Sunday, July 31, 2011

Celebration of Nature

I've noticed that, at least in my time and place, people tend to pick up the philosophical principles according to which they run their lives as package deals. I think this has probably been true for most people most of the time from when humans were first able to think about running their lives according to anything other than instinct.

Since I dislike inelegant sledge-hammer types of technology, people often mistakenly assume that I am against all forms of advanced technology. They also mistakenly assume that I am a vegetarian and a supporter of liberal politicians (liberal as in the modern USian usage of the term). If I tell them I do not give blanket support to the Democratic Party, they assume I like Republicans. And so forth.

One of the things people tend to assume about me, since I enjoy spending time away from the city and since I like to try to work with nature rather than against it, is that I am a tree-hugging nature-lover. I don't so much love nature as appreciate its amazing complexity. I work with it rather than against it out of laziness and the desire for efficiency. One thing I know about the way nature works: every contestant in the game of life is fighting a dangerous, constant battle. Rich city people can thank advanced technology for their ability to forget about the fight for days, weeks, even lifetimes. By rich, I mean anyone who can afford a constant source of electricity, clean water, temperature control, food, and medical technology. Rich people can pay someone else to fight the battle for them.

I am a rich person, by the above definition. There have been periods in my life when I was not rich, when I was not completely sure I'd have enough food, when I could not afford to pay for medical help, when I did not have an entirely secure shelter from the rain. The periods when I was not rich were real eye-openers with respect to nature.

The grasshoppers that have devastated my country garden are a reminder, and I've just had a particularly gruesome reminder due to misplaced trust in a building contractor.

This man, who came highly recommended and whom I trusted, recently built two chicken pens for me. After the first one was built, I noticed there was a gap at the top of the pen. The contractor used a method similar to the one I used at Altamira when I built pens and pole barns, except that I attached the wire to a wood frame on the outside of the poles, so there was no gap between the wire and the roof of the pen. The contractor had his men attach the wire directly to the poles and cross pieces. This leaves a gap at the top of the wire, large enough for my cat to crawl through.

I pointed out the gap to the contractor, and asked him to be sure and not leave a gap on the second pen, and to fix the gap on the first one. He told me he would. This is where I made my big mistake: I trusted the contractor when he said the work was done and did not climb up to inspect the tops of the pens with my own eyes.

Relying on the contractor's word that the pens had been properly constructed, I put 4 mature hens, 10 pullets, two roosters, and 17 half-grown guineas into the pens. When I arrived at Tilmon last night, I caught a possum and a raccoon enjoying chicken dinners, inside the second pen. These two, plus probably all the other small predators in the neighborhood, killed all 4 mature hens, 8 of the pullets, both roosters, and all the guineas.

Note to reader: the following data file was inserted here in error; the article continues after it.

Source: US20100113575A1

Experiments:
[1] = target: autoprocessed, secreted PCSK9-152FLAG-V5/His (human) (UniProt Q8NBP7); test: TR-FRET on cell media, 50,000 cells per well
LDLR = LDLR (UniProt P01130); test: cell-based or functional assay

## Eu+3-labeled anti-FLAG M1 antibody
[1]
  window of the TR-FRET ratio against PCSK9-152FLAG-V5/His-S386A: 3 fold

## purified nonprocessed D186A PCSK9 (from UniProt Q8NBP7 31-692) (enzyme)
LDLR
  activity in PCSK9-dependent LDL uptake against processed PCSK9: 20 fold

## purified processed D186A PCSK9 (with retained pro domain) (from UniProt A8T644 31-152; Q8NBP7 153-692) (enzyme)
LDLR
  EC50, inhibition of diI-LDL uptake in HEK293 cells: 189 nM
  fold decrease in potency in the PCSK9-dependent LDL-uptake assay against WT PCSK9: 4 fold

I've buried the bodies to get rid of the death-smell, and sent an email to the contractor with photos, to give him a graphic demonstration of why I asked him not to leave gaps at the tops of the pens.

The scene last night, viewed by by flashlight, was worthy of a horror movie. Here are a few photos of Nature in Action. Imagine seeing this in brief, disjointed glimpses in the beam of a flashlight while breathing the odor of decaying flesh. Dark cavities with ragged edges, wet with blood serum. Maggots like glistening, squirming grains of rice. I wanted very much to run away and never come back. But I stayed to clean up the mess. It was still horrible in the morning, but not nearly as bad as it was at night.

It occurs to me that what a good horror movie does is make the viewer see what it would be like if one were dropped into the jaws of Nature, without the protection of human technology. Of course, the slaughter of my birds was not really completely natural, since if they had not been penned, they would have been roosting high in trees instead of on roosts that possums and raccoons can reach with ease (in the trees, owls could have been added to the list of potential predators), and absent their association with humans, the birds would probably have had sharper instincts. But still ...


  1. I'm very sorry about your hens.

    I hope those contractors regret what they did and try to make amends. Have they?

  2. Hi Dina. So far, the contractor has done nothing. But I am confident that he will take care of this. It's a small community, and this guy has a good reputation that he won't want to tarnish. Also, the pens are related to another, larger job. I'll keep enough of the final draw to cover completing the pens, and possibly to replace the birds as well. I haven't decided about that. In all fairness, I probably need to accept some of the responsibilty for the death of the birds. I should have checked to make sure the gaps were closed before putting them into the pens. I feel very sad about the birds. I raised them from hatchlings. Hatched some of them in an incubator.